- Firacative C. Invasive fungal disease in humans: are we aware of the real impact?. Mem Inst Oswaldo Cruz. 2020;115:e200430. Published 2020 Oct 9. doi:10.1590/0074-02760200430
- Li Y, Gao Y, Niu X, et al. A 5-Year Review of Invasive Fungal Infection at an Academic Medical Center. Front Cell Infect Microbiol. 2020;10:553648. Published 2020 Oct 22. doi:10.3389/fcimb.2020.553648
- Singulani JL, Galeane MC, Ramos MD, Gomes PC, Dos Santos CT, de Souza BM, Palma MS, Fusco Almeida AM, Mendes Giannini MJS. Antifungal Activity, Toxicity, and Membranolytic Action of a Mastoparan Analog Peptide. Front Cell Infect Microbiol. 2019 Dec 6;9:419. doi: 10.3389/fcimb.2019.00419. PMID: 31867293; PMCID: PMC6908851
- Makadia, Hirenkumar K., and Steven J. Siegel. "Poly Lactic-Co-Glycolic Acid (PLGA) As Biodegradable Controlled Drug Delivery Carrier". Polymers, vol 3, no. 3, 2011, pp. 1377-1397. MDPI AG, doi:10.3390/polym3031377.
- "Dectin-1-Targeted Antifungal Liposomes Exhibit Enhanced Efficacy | Msphere". Msphere, 2021, https://journals.asm.org/doi/10.1128/mSphere.00025-19.
- Williams, D. F. "Biodegradation Of Surgical Polymers". Journal Of Materials Science, vol 17, no. 5, 1982, pp. 1233-1246. Springer Science And Business Media LLC, doi:10.1007/bf00752233.
- Guo, Ling-Yuan et al. "Poly(Lactic-Co-Glycolic) Acid Nanoparticles Improve Oral Bioavailability Of Hypocrellin A In Rat". RSC Advances, vol 7, no. 67, 2017, pp. 42073-42082. Royal Society Of Chemistry (RSC), doi:10.1039/c7ra04748g.
- Chenthamara, D., Subramaniam, S., Ramakrishnan, S.G. et al. Therapeutic efficacy of nanoparticles and routes of administration. Biomater Res 23, 20 (2019). https://doi.org/10.1186/s40824-019-0166-x
- Wong, Joseph et al. "Suspensions For Intravenous (IV) Injection: A Review Of Development, Preclinical And Clinical Aspects". Advanced Drug Delivery Reviews, vol 60, no. 8, 2008, pp. 939-954. Elsevier BV, doi:10.1016/j.addr.2007.11.008.
- Paranjpe, Mukta, and Christel Müller-Goymann. "Nanoparticle-Mediated Pulmonary Drug Delivery: A Review". International Journal Of Molecular Sciences, vol 15, no. 4, 2014, pp. 5852-5873. MDPI AG, doi:10.3390/ijms15045852.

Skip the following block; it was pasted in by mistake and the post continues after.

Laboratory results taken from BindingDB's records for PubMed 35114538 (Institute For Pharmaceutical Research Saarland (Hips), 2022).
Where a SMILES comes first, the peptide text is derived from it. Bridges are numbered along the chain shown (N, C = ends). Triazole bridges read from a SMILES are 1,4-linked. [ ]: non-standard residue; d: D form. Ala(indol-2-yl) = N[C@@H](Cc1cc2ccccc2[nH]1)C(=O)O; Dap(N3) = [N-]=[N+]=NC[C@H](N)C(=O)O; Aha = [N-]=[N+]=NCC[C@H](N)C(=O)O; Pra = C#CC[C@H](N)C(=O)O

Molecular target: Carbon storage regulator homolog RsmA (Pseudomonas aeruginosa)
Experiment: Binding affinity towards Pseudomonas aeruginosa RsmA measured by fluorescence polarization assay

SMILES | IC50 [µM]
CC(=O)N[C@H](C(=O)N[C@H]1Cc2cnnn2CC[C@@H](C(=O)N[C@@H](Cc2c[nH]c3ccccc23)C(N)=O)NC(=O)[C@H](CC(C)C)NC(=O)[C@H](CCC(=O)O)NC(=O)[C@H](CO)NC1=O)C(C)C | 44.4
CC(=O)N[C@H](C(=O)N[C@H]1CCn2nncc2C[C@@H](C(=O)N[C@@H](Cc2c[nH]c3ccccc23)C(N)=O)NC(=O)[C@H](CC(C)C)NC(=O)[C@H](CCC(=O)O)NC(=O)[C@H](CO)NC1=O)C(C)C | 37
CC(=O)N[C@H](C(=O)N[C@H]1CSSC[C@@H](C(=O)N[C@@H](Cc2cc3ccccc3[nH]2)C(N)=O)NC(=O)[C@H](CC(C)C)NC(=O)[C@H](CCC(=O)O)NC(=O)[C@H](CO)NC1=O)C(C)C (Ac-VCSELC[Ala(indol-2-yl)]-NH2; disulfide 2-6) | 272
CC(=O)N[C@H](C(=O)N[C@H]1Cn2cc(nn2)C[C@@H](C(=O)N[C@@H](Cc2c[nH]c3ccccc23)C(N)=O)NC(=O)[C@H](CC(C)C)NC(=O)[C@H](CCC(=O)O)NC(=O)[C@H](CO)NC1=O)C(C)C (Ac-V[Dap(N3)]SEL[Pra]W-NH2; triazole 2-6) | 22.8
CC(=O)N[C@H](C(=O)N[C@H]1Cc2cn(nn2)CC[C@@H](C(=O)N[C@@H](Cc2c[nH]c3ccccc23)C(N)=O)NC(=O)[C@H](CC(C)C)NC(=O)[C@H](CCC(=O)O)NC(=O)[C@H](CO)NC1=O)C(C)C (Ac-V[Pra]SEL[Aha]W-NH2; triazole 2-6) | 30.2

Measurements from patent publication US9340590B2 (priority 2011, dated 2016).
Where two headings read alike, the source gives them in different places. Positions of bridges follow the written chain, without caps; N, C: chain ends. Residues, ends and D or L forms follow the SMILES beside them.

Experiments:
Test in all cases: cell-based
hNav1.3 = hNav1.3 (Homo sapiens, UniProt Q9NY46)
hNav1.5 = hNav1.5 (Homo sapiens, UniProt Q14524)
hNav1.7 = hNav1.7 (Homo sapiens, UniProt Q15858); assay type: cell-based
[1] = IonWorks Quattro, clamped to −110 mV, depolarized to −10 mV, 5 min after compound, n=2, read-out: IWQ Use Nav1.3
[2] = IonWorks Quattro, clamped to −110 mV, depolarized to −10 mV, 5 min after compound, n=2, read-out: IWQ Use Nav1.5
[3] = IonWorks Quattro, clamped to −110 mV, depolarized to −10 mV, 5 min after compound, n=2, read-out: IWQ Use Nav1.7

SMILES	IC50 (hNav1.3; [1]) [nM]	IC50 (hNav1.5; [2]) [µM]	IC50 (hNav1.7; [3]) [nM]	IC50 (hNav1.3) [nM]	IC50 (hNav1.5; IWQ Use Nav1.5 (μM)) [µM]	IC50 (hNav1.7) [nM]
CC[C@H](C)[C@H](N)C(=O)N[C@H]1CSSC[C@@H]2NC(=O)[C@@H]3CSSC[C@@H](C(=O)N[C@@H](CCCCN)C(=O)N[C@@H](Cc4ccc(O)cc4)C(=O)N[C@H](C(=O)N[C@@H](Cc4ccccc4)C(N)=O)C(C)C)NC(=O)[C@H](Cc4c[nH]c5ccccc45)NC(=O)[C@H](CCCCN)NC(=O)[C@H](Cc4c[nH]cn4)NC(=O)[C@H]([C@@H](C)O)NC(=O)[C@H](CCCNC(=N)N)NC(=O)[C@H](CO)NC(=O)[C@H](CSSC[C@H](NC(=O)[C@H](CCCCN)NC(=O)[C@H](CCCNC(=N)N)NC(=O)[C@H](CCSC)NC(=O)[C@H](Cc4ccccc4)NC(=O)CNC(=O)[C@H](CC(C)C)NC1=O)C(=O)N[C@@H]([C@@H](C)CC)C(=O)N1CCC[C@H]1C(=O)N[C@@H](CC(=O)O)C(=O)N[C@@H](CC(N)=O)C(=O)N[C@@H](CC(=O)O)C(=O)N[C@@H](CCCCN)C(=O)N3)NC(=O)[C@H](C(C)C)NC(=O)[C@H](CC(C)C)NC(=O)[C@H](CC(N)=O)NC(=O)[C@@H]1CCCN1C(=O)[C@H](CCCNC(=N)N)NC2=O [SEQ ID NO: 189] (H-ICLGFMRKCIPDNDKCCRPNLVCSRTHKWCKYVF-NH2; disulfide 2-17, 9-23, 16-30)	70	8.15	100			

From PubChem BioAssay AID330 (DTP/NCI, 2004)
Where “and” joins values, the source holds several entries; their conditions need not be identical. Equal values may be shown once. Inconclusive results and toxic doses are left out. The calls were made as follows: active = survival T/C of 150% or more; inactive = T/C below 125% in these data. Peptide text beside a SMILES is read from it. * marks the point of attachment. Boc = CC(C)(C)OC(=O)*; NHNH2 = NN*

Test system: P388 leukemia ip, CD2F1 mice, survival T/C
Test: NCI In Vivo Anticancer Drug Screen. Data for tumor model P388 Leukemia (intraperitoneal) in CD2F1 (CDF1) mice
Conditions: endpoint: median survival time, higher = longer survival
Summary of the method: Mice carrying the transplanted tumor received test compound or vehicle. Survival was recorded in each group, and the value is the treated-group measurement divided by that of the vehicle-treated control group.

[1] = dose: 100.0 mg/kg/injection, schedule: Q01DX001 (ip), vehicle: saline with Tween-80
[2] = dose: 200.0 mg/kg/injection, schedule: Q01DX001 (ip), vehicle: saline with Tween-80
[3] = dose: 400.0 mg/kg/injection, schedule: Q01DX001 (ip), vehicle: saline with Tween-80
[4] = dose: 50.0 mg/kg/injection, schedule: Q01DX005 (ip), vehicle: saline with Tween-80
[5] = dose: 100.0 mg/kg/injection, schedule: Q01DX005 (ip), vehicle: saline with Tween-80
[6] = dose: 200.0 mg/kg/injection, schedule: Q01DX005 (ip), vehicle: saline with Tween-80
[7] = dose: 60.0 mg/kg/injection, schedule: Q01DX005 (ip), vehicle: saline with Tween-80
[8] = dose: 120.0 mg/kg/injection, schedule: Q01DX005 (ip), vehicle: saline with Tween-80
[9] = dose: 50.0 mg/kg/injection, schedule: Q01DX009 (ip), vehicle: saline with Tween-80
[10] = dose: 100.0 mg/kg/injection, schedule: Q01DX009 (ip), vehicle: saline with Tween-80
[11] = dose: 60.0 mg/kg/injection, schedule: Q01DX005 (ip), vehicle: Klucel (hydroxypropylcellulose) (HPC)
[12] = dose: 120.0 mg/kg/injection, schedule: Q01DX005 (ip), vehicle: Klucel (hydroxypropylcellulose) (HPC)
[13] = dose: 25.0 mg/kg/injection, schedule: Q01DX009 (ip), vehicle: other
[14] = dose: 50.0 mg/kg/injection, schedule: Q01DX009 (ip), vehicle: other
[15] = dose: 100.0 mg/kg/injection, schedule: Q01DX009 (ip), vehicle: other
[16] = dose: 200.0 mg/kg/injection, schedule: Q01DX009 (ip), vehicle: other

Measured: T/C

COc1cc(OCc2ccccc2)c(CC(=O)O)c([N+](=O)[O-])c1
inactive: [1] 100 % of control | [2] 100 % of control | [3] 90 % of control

- Chenthamara, Dhrisya et al. "Therapeutic Efficacy Of Nanoparticles And Routes Of Administration". Biomaterials Research, vol 23, no. 1, 2019. Springer Science And Business Media LLC, doi:10.1186/s40824-019-0166-x.
- Woods, MarionL et al. "Fungal Infections Of The Central Nervous System: A Review Of Fungal Pathogens And Treatment". Neurology India, vol 55, no. 3, 2007, p. 251. Medknow, doi:10.4103/0028-3886.35686.
- ALLEMANN, E. "Polymeric Nano- And Microparticles For The Oral Delivery Of Peptides And Peptidomimetics". Advanced Drug Delivery Reviews, vol 34, no. 2-3, 1998, pp. 171-189. Elsevier BV, doi:10.1016/s0169-409x(98)00039-8.
- Naves, Lucas et al. "Poly(Lactic-Co-Glycolic) Acid Drug Delivery Systems Through Transdermal Pathway: An Overview". Progress In Biomaterials, vol 6, no. 1-2, 2017, pp. 1-11. Springer Science And Business Media LLC, doi:10.1007/s40204-017-0063-0.
- Kirubakaran, S. Isaac, and N. Sakthivel. "Cloning And Overexpression Of Antifungal Barley Chitinase Gene In Escherichia Coli". Protein Expression And Purification, vol 52, no. 1, 2007, pp. 159-166. Elsevier BV, doi:10.1016/j.pep.2006.08.012.
- Antonia Last, Michelle Maurer, Alexander S. Mosig, Mark S. Gresnigt, Bernhard Hube, In vitro infection models to study fungal–host interactions, FEMS Microbiology Reviews, Volume 45, Issue 5, September 2021, fuab005, https://doi.org/10.1093/femsre/fuab005
- "New Drugs And Clinical Trials Rules, 2019 – A Regulatory Overview - India Corporate Law". India Corporate Law, 2019, https://corporate.cyrilamarchandblogs.com/2019/07/new-drugs-clinical-trials-rules-2019-regulations-india/.
- Cdsco.Gov.In, 2021, https://cdsco.gov.in/opencms/export/sites/CDSCO_WEB/Pdf-documents/NewDrugs_CTRules_2019.pdf.
- Ctri.Nic.In, 2021, http://ctri.nic.in/Clinicaltrials/news/CTRI_New_Bulletin__June_2012.pdf.
- Fujikawa, Takashi et al. "Surface Α-1,3-Glucan Facilitates Fungal Stealth Infection By Interfering With Innate Immunity In Plants". Plos Pathogens, vol 8, no. 8, 2012, p. e1002882. Public Library Of Science (Plos), doi:10.1371/journal.ppat.1002882.
- Arroyo, Javier et al. "‘Strengthening The Fungal Cell Wall Through Chitin-Glucan Cross-Links: Effects On Morphogenesis And Cell Integrity’". Cellular Microbiology, vol 18, no. 9, 2016, pp. 1239-1250. Wiley, doi:10.1111/cmi.12615. Accessed 19 Oct 2021.
- "Cell Wall Remodeling Enzymes Modulate Fungal Cell Wall Elasticity And Osmotic Stress Resistance | Mbio". Mbio, 2021, https://journals.asm.org/doi/10.1128/mBio.00986-15.
- Shao J, Song Y, Zhou Y, Wan Z, Li R, Yu J. Diagnostic value of fluorescein-labeled chitinase staining in formalin-fixed and paraffin-embedded tissues of fungal disease. Med Mycol. 2020 Jan 1;58(1):66-70. doi: 10.1093/mmy/myz035. PMID: 31329921.